Do you need experience for white water rafting?
A river rafting trip in Coloma, California is just what you need to experience California at its best. Raft the American River with Adventure Connection and ride its challenging rapids with our expert whitewater rafting guides. Don’t delay! Reserve your California whitewater rafting trip today.
How difficult is white water rafting?
Rapids are challenging but not overwhelming. … Rivers with Class I – IV water and more difficult Class IV+ rapids: 4-5 foot waves and drops, complicated by difficult passages containing obstacles that require quick, precise maneuvering. Falling out of the raft and “swimming” in a rapid will be difficult.
Are Class 4 rapids difficult?
Class IV – Very Difficult: Long rapids, waves powerful and irregular; dangerous rocks, boiling eddies; powerful and precise maneuvering required.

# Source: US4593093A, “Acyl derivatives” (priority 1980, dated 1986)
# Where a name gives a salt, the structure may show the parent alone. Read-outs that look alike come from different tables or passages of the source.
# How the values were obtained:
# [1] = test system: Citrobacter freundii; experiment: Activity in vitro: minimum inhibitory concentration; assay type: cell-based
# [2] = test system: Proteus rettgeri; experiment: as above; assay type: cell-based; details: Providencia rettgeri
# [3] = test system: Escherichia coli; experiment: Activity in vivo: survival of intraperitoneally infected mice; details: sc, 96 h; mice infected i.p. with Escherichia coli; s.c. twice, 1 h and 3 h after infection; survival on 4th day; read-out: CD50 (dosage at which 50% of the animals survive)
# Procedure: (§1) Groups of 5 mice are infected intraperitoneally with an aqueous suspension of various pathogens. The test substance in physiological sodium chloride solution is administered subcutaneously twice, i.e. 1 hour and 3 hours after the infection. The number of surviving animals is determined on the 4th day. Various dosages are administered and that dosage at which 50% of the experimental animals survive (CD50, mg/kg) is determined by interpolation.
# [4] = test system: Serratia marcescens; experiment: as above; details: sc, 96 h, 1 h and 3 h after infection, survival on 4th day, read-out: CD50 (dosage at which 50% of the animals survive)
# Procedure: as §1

What are the chances of dying white water rafting?
Fortunately, fatalities are uncommon in these activities, with rafting and kayaking fatalities occurring at a rate of 0.55 and 2.9 per 100000 user days, respectively.
Can you swim in white water?
It is best to avoid a swim on long stretches of continuous whitewater, especially in cold, flooded rivers lined with trees and strainers. But if you end up in an unfortunate big water swim, be super aggressive if you see a way to get to safety.
Can you bring a backpack white water rafting?
We can provide guests with two waterproof bags to carry all their gear. This includes a 16″ × 2′ bag for sleeping gear and clothes, as well as a smaller day bag to access on the raft during the floats.
Is whitewater rafting scary?
Whitewater rafting can be scary to some. Frightening, daunting, or terrifying even. … But after so many whitewater rafting trips, the fear quickly turns into thrill and excitement. Here are some tips to help splash those whitewater fears of yours in the face!
Is River rafting safe for non swimmers?
Most river rafting companies will not take non-swimmers on these types of trips. … All participants will need to paddle together through the harder rapids in order for the raft to safely negotiate them. Well the answer, for the safety of the non-swimmer and everyone else on the trip, is unfortunately no.